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Juvenile Justice Project

LGBTQ Advocacy

The CA’s Juvenile Justice Project (JJP) was the first group of its kind in the country to make fair and equal treatment of LGBTQ youth in state custody a top priority. Responding to reports of abuse and harassment from youth and advocates, in 2003 the JJP-coordinated Juvenile Justice Coalition (JJC) formed a working group focused on raising awareness, developing policy proposals and advocating for change to address the harms faced by system-involved LGBTQ youth. JJC made significant inroads in its advocacy with the Office of Children and Family Service (OCFS), the state agency responsible for New York’s youth jails, and played a leading role in influencing the agency to adopt a landmark anti-discrimination policy designed to support and protect LGBTQ youth in state-operated youth justice facilities.

More recently, JJP has been given unique and broad access by OCFS to visit its facilities and speak directly to youth in custody and staff at the facilities to evaluate the safety of incarcerated LGBTQ youth, assess the effectiveness of the policy, and ensure meaningful implementation of the policy and guidelines. Known as the SAFETY Initiative, this ground breaking project will culminate in the dissemination of a public report with findings and recommendations based on data and information collected from these visits.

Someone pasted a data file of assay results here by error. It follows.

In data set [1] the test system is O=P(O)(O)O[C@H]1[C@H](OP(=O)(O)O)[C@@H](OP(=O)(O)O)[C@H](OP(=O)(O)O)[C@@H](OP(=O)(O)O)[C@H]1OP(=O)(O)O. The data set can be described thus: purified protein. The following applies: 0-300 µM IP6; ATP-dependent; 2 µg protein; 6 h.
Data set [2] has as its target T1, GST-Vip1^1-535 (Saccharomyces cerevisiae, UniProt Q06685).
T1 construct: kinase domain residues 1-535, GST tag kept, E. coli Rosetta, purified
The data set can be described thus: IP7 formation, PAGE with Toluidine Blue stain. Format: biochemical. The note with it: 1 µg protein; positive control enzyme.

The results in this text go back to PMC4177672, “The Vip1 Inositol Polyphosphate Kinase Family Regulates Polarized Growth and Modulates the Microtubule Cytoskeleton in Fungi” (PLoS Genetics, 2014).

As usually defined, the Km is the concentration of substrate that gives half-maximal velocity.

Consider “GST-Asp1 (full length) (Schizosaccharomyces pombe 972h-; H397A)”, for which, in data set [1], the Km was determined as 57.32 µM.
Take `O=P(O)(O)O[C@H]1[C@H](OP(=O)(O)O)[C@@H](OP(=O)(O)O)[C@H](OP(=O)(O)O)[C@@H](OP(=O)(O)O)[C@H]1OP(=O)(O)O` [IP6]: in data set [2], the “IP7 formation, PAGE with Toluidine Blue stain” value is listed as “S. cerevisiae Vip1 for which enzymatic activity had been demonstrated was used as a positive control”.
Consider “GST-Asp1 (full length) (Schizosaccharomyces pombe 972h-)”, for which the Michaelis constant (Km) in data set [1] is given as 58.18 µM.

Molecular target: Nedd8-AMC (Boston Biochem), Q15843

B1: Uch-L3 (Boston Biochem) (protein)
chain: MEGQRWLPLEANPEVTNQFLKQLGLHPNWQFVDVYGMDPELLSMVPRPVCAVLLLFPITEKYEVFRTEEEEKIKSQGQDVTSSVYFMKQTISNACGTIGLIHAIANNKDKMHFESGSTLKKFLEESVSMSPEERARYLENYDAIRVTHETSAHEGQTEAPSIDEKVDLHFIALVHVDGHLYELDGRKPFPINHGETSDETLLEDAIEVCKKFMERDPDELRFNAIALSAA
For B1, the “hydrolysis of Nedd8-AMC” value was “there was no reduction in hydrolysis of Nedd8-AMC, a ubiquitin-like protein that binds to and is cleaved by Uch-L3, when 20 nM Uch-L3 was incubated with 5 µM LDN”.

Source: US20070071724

Meaningful reform also requires an ongoing advocacy effort to address the root causes of discrimination against LGBTQ youth and effect a broad cultural shift in the youth justice system and society at large. JJP remains a leader in efforts to protect LGBTQ young people in the youth justice system from discrimination and abuse. JJP and the JJC worked closely with the Division of Youth and Family Justice (DYFJ) to successfully advocate for and help create robust anti-discrimination guidelines to protect LGBTQ youth in the city’s detention facilities. Formally adopted by the agency in July 2011, the DYFJ guidelines builds upon the OCFS policy and the work that has been done since the policy’s passage, for example by providing additional protections for transgender youth. JJP and JJC also worked with Administration for Children’s Services (ACS) officials to review and provide substantial feedback on a new LGBTQ anti-discrimination policy and guidelines protecting young people in the city’s child welfare and foster care systems. Both sets of guidelines are among the most progressive in the country and have been circulated nationally as best practice exemplars for other jurisdictions.